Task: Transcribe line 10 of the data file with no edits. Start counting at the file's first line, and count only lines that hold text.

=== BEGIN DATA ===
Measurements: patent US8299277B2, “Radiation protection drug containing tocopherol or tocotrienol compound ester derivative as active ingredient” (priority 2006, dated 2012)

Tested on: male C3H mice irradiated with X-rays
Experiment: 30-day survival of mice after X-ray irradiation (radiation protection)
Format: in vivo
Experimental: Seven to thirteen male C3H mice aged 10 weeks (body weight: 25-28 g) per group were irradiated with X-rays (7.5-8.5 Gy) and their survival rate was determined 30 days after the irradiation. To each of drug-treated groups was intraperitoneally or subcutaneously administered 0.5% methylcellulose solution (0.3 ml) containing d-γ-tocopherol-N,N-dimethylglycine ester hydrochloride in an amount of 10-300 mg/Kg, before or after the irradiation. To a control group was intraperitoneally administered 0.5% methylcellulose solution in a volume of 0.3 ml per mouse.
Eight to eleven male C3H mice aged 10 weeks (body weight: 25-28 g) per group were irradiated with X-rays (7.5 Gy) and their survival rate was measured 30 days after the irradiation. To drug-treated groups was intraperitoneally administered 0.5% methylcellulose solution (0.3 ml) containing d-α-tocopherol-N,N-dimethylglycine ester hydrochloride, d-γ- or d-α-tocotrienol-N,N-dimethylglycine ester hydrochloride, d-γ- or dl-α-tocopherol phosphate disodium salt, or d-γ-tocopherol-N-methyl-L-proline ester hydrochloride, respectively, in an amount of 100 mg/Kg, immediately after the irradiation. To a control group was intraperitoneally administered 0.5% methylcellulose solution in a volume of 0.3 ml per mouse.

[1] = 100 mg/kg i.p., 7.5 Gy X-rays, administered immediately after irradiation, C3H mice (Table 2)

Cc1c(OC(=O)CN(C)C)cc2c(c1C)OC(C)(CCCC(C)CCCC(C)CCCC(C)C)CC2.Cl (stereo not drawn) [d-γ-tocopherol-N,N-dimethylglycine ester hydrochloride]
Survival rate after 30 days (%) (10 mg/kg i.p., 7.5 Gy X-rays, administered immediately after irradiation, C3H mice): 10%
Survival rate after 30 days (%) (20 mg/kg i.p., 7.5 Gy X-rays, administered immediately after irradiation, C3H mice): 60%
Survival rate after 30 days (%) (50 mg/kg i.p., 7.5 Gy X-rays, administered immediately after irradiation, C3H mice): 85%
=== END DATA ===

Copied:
Survival rate after 30 days (%) (20 mg/kg i.p., 7.5 Gy X-rays, administered immediately after irradiation, C3H mice): 60%